7. Cut on the diagonal with a sharp serrated knife into 2 to 4 pieces, depending on your hunger level. You may need a toothpick to hold the sandwich together.
  8. Pig out. (Quite fittingly.)
bacon layout
Before baking
lettuce
Lettuce share this sandwich… it’s really too much for one person.
bacon
Perfect bacon.
BLT
The finished product!

My husband re-proposed after taking a bite.  Hope you have a similarly good experience!

Potato Salad…. on the Go

I have a wandering (and wondering?) (and wonderful) toddler.  The above picture was taken on a recent outing to the park, where, luckily, he has little trouble to get into if he scurries a bit out of reach.  More troubling is when he gets loose at the gym while I’m trying to wrangle his sister into the car seat, and he runs into the gym where some boys are trying to play a game of basketball. Or most frighteningly of all, when he took his little hand out of mine in the parking lot and started to run towards the car. We had a big talk after that one. The truth about all of these runnings is that he knows he’s not supposed to run too far ahead of us. He looks back at us and gives us a devilish smile as if to say, “Come and get me!” It makes it hard to get mad at the situation for too long.

In our back yard, his favorite game is to go to the only place I tell him to keep out of: my garden. Just like Peter Rabbit.  Once he shimmies down the back stairs, he’s off and running to the edge of my garden, which wouldn’t matter except that I mulch the entire bed with grass clippings and he’s likely to roll around in it if not watched… His dad does the vacuuming and doesn’t appreciate these escapades.  Soon, he’ll be old enough to help me dig and pick, but this summer is all about damage control.  I can’t wait until he understands how his food comes from these plants.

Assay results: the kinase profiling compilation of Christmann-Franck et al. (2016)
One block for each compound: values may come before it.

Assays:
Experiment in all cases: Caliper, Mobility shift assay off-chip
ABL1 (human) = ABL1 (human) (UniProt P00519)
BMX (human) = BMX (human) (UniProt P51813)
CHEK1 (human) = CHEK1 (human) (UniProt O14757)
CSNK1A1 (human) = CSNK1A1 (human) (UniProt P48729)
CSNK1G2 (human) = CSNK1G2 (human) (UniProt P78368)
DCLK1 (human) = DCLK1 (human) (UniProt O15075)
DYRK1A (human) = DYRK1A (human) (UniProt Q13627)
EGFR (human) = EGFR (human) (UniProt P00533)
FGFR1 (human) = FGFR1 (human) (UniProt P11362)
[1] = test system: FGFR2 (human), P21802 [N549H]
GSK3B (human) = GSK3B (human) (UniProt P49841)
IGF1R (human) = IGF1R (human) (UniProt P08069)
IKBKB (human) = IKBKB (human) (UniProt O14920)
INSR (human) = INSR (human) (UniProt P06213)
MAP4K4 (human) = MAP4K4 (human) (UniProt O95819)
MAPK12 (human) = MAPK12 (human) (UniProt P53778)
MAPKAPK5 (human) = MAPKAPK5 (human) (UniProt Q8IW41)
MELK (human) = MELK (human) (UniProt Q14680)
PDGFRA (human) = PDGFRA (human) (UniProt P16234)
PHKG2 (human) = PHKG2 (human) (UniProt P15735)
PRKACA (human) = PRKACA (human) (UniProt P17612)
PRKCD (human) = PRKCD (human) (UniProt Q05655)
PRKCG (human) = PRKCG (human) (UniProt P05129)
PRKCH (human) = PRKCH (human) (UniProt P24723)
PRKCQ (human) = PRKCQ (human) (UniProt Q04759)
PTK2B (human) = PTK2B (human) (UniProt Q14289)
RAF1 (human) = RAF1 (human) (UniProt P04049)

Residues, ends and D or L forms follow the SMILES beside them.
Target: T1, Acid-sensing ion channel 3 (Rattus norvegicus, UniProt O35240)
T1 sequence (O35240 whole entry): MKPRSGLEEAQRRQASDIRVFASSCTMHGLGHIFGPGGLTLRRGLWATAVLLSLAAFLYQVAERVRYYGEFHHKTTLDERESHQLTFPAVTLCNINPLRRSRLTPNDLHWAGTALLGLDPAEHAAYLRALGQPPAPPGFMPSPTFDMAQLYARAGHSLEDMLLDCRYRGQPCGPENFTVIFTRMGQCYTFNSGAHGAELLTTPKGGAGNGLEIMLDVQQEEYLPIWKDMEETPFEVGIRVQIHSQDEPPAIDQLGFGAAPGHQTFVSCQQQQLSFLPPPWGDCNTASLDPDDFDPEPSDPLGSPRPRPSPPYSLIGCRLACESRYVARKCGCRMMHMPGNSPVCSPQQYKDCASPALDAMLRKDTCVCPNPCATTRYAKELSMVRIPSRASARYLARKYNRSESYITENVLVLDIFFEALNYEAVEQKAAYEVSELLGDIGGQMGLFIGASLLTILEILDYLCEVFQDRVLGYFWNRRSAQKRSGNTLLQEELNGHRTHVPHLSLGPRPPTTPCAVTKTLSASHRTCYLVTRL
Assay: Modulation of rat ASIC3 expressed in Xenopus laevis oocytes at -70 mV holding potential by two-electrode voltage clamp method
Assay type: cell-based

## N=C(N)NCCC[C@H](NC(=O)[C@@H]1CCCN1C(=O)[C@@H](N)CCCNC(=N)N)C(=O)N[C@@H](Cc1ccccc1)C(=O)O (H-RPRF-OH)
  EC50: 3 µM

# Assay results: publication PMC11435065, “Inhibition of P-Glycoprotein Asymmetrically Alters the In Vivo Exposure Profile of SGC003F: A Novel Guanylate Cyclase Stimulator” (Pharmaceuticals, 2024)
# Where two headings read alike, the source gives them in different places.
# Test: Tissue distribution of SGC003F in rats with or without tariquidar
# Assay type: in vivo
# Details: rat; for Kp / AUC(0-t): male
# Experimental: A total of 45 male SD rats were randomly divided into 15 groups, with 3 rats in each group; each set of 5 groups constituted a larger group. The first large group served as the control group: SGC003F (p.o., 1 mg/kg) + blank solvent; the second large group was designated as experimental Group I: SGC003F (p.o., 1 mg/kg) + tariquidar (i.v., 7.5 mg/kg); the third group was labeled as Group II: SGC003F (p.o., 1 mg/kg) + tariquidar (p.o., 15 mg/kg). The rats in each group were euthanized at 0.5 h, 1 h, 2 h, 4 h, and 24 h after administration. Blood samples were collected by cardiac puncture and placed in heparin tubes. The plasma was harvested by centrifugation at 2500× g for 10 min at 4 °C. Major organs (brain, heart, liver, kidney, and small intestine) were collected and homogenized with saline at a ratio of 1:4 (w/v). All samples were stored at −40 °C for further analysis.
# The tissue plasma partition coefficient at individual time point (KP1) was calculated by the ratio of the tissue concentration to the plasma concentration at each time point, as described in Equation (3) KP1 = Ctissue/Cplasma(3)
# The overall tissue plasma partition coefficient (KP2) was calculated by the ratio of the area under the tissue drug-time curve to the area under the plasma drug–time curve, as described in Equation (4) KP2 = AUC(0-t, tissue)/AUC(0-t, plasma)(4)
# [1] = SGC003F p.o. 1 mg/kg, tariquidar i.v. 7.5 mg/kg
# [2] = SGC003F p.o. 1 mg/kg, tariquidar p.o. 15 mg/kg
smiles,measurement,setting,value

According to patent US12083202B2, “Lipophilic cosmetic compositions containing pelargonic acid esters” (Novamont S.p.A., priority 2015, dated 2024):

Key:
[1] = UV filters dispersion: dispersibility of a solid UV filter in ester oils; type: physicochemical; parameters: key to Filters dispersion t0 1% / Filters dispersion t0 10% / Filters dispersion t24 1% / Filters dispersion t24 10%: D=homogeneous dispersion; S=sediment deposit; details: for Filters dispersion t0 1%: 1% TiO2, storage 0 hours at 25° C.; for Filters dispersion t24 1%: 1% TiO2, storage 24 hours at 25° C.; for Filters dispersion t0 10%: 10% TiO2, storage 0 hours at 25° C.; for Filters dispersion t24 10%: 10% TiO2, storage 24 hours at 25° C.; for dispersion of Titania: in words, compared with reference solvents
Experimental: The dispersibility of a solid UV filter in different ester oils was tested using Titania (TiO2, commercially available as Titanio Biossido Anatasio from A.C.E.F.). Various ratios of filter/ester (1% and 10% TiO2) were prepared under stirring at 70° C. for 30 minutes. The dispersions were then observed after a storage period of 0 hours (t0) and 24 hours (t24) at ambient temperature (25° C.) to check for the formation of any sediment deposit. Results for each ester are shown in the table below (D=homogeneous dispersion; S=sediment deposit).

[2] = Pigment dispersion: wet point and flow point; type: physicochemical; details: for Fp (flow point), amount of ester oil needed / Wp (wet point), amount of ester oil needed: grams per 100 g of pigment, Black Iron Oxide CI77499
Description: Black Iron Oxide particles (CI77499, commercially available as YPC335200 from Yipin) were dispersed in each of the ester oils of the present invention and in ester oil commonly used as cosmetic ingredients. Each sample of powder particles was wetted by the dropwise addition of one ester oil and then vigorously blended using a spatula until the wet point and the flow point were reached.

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Potatoes boiling!

One plant currently overgrown in our garden is the dill, which is so fragrant that if the wind blows you can catch a whiff from the other side of the lawn. Dill belongs in potato salad, in my opinion, and so we’ve been chowing down on this recipe all summer. Don’t leave out the relish! It makes it something special.

 

Amazing Dill and Relish Potato Salad

Base Ingredients

  • 3 large yellow potatoes, cubed and peeled (though I didn’t peel this time)
  • 2 ribs celery, chopped
  • 1/2 large onion, chopped
  • 3 hard-boiled eggs, chopped

Dressing

  • 2 heaping tablespoons sweet pickle relish, with liquid
  • 1/2 cup Miracle Whip (mine was the low-fat, olive oil version)
  • 2 tablespoons Dijon mustard
  • 1 tablespoon fresh dill (or more, to taste)
  • 1 tablespoon sugar
  • 1 teaspoon pepper
  • Salt (to taste)

Directions

Boil cubed potatoes until they are tender, about ten minutes. Transfer to a colander and rinse with cold water. In a large bowl add celery, onion, eggs, and cooled potatoes.

In a separate bowl, mix dressing ingredients. Add dressing to base, and let potato salad chill for at least 2 hours. Salt to taste before serving.

Dill flower
Dill flower